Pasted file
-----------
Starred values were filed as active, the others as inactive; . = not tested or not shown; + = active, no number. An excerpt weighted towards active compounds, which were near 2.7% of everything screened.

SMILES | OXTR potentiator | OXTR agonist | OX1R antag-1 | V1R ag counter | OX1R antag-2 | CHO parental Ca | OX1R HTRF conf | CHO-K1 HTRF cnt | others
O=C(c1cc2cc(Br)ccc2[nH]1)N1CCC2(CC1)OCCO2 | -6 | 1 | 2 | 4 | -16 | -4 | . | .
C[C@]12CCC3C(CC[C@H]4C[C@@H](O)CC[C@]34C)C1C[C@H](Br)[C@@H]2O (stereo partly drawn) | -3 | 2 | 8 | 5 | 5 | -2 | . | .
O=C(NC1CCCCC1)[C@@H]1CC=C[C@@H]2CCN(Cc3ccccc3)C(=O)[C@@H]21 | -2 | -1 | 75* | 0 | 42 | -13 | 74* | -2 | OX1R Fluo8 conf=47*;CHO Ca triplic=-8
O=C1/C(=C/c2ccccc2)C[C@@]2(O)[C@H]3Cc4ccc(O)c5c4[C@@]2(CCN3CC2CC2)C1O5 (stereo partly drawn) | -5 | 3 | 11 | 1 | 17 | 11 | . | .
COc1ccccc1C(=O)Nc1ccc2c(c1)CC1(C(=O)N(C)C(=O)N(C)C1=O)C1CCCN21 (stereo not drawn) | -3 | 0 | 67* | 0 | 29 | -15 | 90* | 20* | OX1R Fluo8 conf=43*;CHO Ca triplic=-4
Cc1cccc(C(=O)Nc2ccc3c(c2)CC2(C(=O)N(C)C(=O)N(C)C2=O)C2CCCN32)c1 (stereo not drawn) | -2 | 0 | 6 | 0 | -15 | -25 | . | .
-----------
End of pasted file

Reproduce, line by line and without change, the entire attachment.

Starred values were filed as active, the others as inactive; . = not tested or not shown; + = active, no number. An excerpt weighted towards active compounds, which were near 2.7% of everything screened.

SMILES | OXTR potentiator | OXTR agonist | OX1R antag-1 | V1R ag counter | OX1R antag-2 | CHO parental Ca | OX1R HTRF conf | CHO-K1 HTRF cnt | others
O=C(c1cc2cc(Br)ccc2[nH]1)N1CCC2(CC1)OCCO2 | -6 | 1 | 2 | 4 | -16 | -4 | . | .
C[C@]12CCC3C(CC[C@H]4C[C@@H](O)CC[C@]34C)C1C[C@H](Br)[C@@H]2O (stereo partly drawn) | -3 | 2 | 8 | 5 | 5 | -2 | . | .
O=C(NC1CCCCC1)[C@@H]1CC=C[C@@H]2CCN(Cc3ccccc3)C(=O)[C@@H]21 | -2 | -1 | 75* | 0 | 42 | -13 | 74* | -2 | OX1R Fluo8 conf=47*;CHO Ca triplic=-8
O=C1/C(=C/c2ccccc2)C[C@@]2(O)[C@H]3Cc4ccc(O)c5c4[C@@]2(CCN3CC2CC2)C1O5 (stereo partly drawn) | -5 | 3 | 11 | 1 | 17 | 11 | . | .
COc1ccccc1C(=O)Nc1ccc2c(c1)CC1(C(=O)N(C)C(=O)N(C)C1=O)C1CCCN21 (stereo not drawn) | -3 | 0 | 67* | 0 | 29 | -15 | 90* | 20* | OX1R Fluo8 conf=43*;CHO Ca triplic=-4
Cc1cccc(C(=O)Nc2ccc3c(c2)CC2(C(=O)N(C)C(=O)N(C)C2=O)C2CCCN32)c1 (stereo not drawn) | -2 | 0 | 6 | 0 | -15 | -25 | . | .